In the evidence thus far presented in substantiation of the Free Grace Theology position on James 1:21, every single reference supports the rendering, “which is able to save your lives” (James 1:21). Every single usage of this phrase in the Septuagint, the Patristic writings, and the major 1 century A.D. histories conforms to the Free Grace position. Whenever lexical evidence of this nature is ignored, erroneous interpretation is sure to follow.

Two questions for the Lordship Salvation / Calvinist reader:

1) Can you produce even one reference from any Koine Greek source for the phrase in question that has as its meaning: eternal salvation from hell ?

2) Why is the substantial lexical evidence for this phrase ignored by the Lordship Salvation / Calvinist commentator ?


Anonymous danny said...

Nice work, Antonio - especially the last post on the Apostolic fathers.

February 27, 2007 6:17 PM  
Blogger Dyspraxic Fundamentalist said...

Keep it coming, Antonio.

February 27, 2007 6:21 PM  
Blogger Antonio said...

Thanks guys,

there is more to come.

My next post will look at the 9 occurrences of the phrase in the New Testament.


February 27, 2007 9:18 PM  
Anonymous danny said...

Ah yeah!

February 27, 2007 10:50 PM  
Blogger Kc said...

Antonio, without assuming any ability to critique your work here I am still compelled to say that all of these recent articles have been both persuasive and impressive. If there were a loose end anywhere I am certain it would have been both found and exposed to the highest degree.

I would also say, to the praise of God, that these articles are testimony that you are a workman that needs not be ashamed.

February 28, 2007 4:33 PM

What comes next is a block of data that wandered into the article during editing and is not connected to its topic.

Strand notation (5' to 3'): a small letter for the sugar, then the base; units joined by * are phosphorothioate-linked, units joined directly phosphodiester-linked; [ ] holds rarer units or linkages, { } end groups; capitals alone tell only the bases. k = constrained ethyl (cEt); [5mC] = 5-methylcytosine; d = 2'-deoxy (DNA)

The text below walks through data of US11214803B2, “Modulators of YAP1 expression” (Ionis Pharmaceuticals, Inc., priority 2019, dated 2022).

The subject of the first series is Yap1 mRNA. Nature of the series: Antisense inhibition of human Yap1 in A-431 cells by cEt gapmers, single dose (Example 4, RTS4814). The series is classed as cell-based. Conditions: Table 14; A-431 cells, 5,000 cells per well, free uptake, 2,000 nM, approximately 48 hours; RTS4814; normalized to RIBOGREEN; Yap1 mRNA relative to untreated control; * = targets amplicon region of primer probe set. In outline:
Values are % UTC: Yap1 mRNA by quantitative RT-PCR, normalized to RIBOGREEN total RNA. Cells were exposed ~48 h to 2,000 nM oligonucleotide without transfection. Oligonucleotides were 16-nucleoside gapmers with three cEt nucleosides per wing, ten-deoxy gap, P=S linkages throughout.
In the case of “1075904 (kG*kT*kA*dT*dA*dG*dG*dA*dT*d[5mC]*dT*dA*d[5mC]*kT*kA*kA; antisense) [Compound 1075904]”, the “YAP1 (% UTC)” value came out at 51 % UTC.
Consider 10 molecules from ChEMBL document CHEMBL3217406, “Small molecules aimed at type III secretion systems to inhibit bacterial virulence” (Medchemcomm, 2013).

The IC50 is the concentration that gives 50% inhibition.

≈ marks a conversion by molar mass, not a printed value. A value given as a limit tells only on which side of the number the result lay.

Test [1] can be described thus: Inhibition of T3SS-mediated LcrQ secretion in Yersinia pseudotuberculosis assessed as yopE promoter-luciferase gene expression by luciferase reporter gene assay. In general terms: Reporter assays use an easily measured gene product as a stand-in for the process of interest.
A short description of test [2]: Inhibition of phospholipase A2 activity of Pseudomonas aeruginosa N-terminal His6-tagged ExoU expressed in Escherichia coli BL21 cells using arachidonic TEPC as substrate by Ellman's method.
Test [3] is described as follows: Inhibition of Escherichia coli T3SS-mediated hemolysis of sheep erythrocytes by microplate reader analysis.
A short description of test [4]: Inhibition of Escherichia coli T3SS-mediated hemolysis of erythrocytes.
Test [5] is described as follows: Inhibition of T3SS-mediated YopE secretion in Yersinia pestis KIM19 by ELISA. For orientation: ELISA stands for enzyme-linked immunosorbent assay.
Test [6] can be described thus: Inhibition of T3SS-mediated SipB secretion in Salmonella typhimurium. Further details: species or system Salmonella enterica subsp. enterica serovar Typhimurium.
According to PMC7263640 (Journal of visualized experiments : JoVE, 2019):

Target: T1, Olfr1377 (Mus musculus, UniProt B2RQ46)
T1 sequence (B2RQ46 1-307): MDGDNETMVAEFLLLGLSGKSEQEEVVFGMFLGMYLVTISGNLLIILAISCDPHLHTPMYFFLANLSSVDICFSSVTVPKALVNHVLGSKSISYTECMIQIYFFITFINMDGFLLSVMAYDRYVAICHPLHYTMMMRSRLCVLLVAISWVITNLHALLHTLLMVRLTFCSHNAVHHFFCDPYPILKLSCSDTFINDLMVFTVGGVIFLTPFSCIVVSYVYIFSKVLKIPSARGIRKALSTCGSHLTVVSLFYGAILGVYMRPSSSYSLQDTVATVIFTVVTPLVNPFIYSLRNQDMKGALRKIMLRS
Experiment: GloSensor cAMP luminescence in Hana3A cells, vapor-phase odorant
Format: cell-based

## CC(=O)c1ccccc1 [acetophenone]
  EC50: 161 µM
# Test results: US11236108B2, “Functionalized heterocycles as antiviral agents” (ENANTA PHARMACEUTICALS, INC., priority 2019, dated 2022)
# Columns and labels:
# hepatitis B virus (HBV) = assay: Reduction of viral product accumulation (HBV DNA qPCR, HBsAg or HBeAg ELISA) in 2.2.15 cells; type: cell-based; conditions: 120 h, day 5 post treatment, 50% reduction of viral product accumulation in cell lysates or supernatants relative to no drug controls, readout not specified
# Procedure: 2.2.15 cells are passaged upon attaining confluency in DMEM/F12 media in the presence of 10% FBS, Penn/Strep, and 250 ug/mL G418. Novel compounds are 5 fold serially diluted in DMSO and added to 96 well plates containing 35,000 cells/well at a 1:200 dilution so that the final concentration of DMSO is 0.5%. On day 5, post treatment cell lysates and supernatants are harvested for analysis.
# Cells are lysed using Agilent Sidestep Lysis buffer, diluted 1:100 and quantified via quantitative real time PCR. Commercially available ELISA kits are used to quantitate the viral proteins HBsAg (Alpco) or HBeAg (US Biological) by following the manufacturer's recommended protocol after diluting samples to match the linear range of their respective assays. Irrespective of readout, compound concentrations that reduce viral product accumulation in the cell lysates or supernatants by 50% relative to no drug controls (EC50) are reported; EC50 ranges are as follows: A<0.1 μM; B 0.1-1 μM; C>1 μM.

Blogger Joe said...

I am a fluff scholar. Mostly because of pure intellectual laziness. But I have to admit, I love this stuff, which is not fluff at all.

Good work, Antonio!

March 01, 2007 5:48 PM  
Blogger David Wyatt said...

I must agree bro. Antonio, excellent work. One of the major things that keeps me in the Free Grace "camp" is the solid exegesis of Scripture rather than commentary counting. God Bless you.

Oh, by the way, the same solid evidence for this rendering of Jas.1:21 also stands for the historical FACT of Christ's bodily resurrection from the dead. All the supposed "finds" of unbelievers, like this latest one from James Camerson & the "bones of Jesus" are simply fabrication & the truth always comes out eventually. The resurrection has never been nor ever will be succesfully disproved. I don't know why I brought this up, but I just saw it as connected!

March 03, 2007 10:15 AM  
Anonymous solifidian said...

When you're done with your research, perhaps you should make it into an article and submit it for journal publication to Chafer, GES, or even BibSac.

March 05, 2007 10:04 AM  
Blogger Antonio said...

Thank you all for visiting and your encouragement.

An article would be extremely tempting. It would take alot of time in formatting, reduction, and honing.

Maybe I could print out all my stuff and use scissors to narrow down the good stuff and try to put it into some kind of cohesive and progressive thought.

Kinda scary!


March 05, 2007 4:57 PM  
Anonymous Anonymous said...

Peace to you Antonio. I pray your work may save the "soul" of those lost in their religious effort of working their way to heaven. Take comfort in the One who will judge your words and reward you in Heaven. Do not strike with the sword but minister and your peace and reward will be from the Lord.

March 08, 2007 3:05 PM  
Blogger Jon Lee said...

Awesome post!

March 12, 2007 7:11 PM  
Anonymous Graham Cracker said...

I ran across your blog recently. It parallels my own study in some ways.

Question: I have tried to tie in Jms 2:13 (judgment and mercy) with "save" in order to show "sozo" in 2:14 was not eschatological (heaven/hell) in context. It still looks superficially like heaven or hell judgment simply because it does not say it is not.

Obviously, 1:21 is helpful in this context but I would like something a little closer--like 2:8-12. But I have not been able to develop a convincing argument to use in debate.